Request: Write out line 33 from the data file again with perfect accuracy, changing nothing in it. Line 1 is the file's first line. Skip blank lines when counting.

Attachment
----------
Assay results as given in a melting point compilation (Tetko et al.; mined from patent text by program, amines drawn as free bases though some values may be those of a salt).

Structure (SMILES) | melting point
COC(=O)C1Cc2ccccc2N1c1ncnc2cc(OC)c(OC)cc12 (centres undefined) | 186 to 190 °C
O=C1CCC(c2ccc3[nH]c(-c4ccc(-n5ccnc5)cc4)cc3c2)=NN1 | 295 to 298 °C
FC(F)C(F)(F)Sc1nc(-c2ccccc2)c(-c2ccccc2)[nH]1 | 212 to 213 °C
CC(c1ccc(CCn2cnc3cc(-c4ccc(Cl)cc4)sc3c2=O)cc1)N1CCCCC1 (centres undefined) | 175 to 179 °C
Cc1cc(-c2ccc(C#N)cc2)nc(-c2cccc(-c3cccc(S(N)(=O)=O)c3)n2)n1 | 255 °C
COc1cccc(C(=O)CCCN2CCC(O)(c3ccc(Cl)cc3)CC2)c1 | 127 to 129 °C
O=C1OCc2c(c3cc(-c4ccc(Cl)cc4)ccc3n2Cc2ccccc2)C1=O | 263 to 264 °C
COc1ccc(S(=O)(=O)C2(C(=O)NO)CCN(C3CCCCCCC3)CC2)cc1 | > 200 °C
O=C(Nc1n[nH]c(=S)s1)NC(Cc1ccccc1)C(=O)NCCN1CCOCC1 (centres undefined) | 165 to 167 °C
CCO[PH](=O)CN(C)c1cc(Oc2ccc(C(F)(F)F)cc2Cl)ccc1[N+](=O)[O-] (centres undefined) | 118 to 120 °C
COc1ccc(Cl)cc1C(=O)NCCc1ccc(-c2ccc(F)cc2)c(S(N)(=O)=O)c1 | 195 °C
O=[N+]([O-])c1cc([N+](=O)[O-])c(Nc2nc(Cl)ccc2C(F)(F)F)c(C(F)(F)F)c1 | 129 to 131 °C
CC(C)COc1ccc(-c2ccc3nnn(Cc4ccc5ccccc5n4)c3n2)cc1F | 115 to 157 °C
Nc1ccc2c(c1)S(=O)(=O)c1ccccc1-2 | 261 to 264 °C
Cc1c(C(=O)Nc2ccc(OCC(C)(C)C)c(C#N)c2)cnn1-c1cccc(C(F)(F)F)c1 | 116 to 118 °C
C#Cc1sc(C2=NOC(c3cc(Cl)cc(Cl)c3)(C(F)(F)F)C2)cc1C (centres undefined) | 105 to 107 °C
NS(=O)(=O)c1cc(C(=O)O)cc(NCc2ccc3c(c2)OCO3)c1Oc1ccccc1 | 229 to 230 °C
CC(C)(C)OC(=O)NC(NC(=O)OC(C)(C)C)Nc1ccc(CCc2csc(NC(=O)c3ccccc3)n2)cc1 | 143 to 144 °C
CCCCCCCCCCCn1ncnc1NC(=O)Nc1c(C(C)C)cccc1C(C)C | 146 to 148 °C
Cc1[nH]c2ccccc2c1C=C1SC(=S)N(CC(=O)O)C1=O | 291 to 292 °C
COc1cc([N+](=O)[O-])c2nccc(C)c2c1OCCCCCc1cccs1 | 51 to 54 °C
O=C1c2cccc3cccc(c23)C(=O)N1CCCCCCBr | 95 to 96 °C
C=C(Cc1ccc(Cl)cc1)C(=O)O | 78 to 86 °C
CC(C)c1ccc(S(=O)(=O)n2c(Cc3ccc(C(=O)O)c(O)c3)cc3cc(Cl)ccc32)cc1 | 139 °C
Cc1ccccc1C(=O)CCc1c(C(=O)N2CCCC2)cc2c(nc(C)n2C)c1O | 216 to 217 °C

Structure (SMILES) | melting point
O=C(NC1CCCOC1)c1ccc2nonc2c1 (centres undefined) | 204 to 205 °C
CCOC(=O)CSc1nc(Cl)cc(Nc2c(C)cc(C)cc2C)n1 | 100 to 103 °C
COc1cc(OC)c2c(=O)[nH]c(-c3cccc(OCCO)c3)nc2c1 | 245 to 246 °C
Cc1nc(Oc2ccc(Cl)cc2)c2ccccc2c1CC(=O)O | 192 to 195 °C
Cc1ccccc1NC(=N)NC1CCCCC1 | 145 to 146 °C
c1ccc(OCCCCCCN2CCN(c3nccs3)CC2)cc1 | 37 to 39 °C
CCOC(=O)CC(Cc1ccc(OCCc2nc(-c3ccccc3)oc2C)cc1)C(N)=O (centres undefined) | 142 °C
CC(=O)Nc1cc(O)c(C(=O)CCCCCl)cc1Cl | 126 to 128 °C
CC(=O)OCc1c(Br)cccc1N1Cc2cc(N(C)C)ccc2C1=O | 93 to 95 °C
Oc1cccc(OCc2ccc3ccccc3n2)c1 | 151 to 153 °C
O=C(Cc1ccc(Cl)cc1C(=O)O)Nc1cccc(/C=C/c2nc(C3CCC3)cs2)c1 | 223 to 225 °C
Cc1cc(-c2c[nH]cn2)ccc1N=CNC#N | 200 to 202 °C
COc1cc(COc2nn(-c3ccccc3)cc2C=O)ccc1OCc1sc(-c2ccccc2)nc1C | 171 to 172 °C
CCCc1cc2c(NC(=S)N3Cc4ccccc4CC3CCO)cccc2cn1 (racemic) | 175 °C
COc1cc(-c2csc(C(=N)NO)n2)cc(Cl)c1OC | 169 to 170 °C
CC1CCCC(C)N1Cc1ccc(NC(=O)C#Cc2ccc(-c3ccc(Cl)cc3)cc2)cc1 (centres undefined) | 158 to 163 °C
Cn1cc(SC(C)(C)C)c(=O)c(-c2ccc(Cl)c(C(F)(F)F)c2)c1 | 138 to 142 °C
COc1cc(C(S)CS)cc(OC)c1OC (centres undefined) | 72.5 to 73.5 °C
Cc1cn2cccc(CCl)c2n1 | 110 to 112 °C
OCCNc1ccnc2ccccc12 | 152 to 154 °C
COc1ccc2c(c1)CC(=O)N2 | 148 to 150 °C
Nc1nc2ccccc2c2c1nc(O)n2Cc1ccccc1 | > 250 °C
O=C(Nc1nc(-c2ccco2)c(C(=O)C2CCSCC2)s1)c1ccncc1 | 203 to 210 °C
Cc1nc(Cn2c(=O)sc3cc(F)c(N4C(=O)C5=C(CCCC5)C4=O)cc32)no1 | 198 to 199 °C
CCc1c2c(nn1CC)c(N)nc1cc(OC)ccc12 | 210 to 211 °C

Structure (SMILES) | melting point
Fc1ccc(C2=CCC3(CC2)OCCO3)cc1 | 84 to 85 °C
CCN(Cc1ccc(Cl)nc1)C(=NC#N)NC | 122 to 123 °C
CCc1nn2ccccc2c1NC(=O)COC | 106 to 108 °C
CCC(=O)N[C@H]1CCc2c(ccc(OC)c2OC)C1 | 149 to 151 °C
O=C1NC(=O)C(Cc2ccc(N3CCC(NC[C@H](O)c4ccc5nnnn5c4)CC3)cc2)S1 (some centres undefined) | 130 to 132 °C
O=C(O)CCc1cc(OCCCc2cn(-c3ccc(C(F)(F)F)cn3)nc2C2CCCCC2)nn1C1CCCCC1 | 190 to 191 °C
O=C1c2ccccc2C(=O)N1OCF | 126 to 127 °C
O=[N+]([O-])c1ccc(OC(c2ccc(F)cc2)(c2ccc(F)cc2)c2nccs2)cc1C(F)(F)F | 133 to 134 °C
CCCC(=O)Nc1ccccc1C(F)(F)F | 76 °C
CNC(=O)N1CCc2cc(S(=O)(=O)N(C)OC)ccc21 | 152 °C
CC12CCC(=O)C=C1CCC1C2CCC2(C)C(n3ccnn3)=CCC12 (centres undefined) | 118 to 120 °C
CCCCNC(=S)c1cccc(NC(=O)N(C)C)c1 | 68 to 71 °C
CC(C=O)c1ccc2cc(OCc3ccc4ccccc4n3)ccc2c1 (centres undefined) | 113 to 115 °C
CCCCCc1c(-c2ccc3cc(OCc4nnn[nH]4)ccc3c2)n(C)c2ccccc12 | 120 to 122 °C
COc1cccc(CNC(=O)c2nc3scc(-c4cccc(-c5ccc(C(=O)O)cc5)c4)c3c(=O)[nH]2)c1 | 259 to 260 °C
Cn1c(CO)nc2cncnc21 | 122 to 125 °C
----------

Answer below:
Cc1ccccc1NC(=N)NC1CCCCC1 | 145 to 146 °C